My very fit “80s” couple love the red, white and black scheme of their family room which opens to the kitchen, dining and sunroom. Everything ties into together beautifully and, most of all, it’s easy to navigate from room to room along the hardwood paths.
My fabulous “50s” couple did a renovation that included an open family room/kitchen with Asian-themed design pictured above. Doorways were widened to the adjacent dining room and hallways. This house is the perfect size, concept and flow for aging considerations. They are years away from moving rugs and such but everything can be accomodated later with little effort.
Bedrooms should have a clear path to the bathroom, nightstands at same height as bed, and beds at a comfortable, accessible height.
There isn’t anything superfluous in my “80s” bedroom above to trip over (nor any of the others for that matter). There’s a bed, nightstands, dresser, reading corner and clear path to the bathroom. I generally design bedrooms more “Zen” and decluttered anyway as I feel you sleep better when not surrounded by stuff. My “70s” couple’s retreat below has wall-to-wall carpeting (also not a bad idea for aging) like the “80s” couple.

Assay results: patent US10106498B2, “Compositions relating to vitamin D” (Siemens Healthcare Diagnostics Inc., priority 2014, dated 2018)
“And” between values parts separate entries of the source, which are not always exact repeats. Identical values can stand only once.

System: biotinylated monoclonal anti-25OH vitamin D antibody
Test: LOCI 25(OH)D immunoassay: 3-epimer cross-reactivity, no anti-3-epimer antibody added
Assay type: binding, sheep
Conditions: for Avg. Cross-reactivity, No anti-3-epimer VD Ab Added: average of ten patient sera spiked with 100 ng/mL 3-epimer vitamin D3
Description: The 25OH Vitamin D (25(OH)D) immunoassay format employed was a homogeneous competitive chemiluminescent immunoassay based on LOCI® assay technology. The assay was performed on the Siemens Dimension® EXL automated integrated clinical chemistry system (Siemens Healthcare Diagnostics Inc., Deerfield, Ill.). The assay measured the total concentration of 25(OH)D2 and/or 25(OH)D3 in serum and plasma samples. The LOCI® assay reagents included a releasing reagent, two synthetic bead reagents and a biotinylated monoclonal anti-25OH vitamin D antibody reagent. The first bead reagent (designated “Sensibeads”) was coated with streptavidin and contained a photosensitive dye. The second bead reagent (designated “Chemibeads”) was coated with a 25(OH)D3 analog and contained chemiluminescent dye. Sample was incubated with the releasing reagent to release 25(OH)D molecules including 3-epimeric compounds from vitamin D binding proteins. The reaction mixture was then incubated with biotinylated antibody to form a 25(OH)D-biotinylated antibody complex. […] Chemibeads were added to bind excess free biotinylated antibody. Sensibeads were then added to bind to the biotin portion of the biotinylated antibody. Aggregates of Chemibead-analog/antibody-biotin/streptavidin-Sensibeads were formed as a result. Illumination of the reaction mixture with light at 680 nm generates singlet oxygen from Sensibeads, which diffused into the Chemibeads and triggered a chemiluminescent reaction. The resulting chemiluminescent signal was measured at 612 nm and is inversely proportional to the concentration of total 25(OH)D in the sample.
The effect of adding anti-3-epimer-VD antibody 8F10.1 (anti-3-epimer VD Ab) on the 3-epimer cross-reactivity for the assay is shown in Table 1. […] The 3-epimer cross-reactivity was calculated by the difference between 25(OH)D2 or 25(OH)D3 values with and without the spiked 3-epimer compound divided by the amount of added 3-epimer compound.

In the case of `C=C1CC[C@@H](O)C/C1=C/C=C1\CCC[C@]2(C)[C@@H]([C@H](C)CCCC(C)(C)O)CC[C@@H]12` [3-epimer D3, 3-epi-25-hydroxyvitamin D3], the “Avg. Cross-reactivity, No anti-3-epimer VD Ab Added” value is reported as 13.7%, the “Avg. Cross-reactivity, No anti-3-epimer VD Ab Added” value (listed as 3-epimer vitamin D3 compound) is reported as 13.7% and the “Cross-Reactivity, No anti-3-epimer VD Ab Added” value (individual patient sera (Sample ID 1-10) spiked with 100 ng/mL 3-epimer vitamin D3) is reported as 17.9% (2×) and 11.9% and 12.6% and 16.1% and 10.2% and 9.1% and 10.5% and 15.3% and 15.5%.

Finally, my “50s” couple’s master bedroom below has a soothing color palette, clear wide paths and minimal furniture.
Bathrooms have many aging factors to consider.
First of all, if you have the opportunity to design a zero entry or curbless shower, I highly recommend it. The design is as beautiful as the tile you would select in a regular shower and, with the seamless transition from outside floor to shower floor, I think quite possibly more beautiful. Exhibit A from my “50s” couple below.
And Exhibit B from my “60s” couple below.
I don’t care what age you are, these are beautiful floors with a seamless look. Why not do it? And, if you have elderly parents visiting, all the more reason to design your bathroom floors this way now. If you are renovating anyway, consider curbless showers as an option. And throw in a shower seat/bench plus a handheld showerhead for good measure and easy clean-up.
Comfort height toilets are also something any age can appreciate. It’s a long way down, in the middle of the night, to a regular height toilet:) Bidet seats are a luxury item (or necessity for me!) but also a wonderful thing as you age for hygiene and mobility. Other considerations are anti-slip tiles and slip resistant rugs outside the wet zone.
Finally for the nasty, but necessary, grab bars, they have come a long way. You can see the black one in the shower above. Here’s a link to many more choices in a myriad of stylish options and colors. Grab bars can be added to the shower and toilet area when needed.
Here’s to stylish aging! I know I plan to be as cool and mobile as Iris Apfel who turns a very young 100 years old in August. But I also know that smart, comfortable choices in the home make a difference for your independence and injury-free aging. Cheers to Iris! Read here for more aging advice with clients who masterfully downsized to their final home. And read here for full portfolio photos for my 50s, 60s, 70s and 80s couples. Until next time.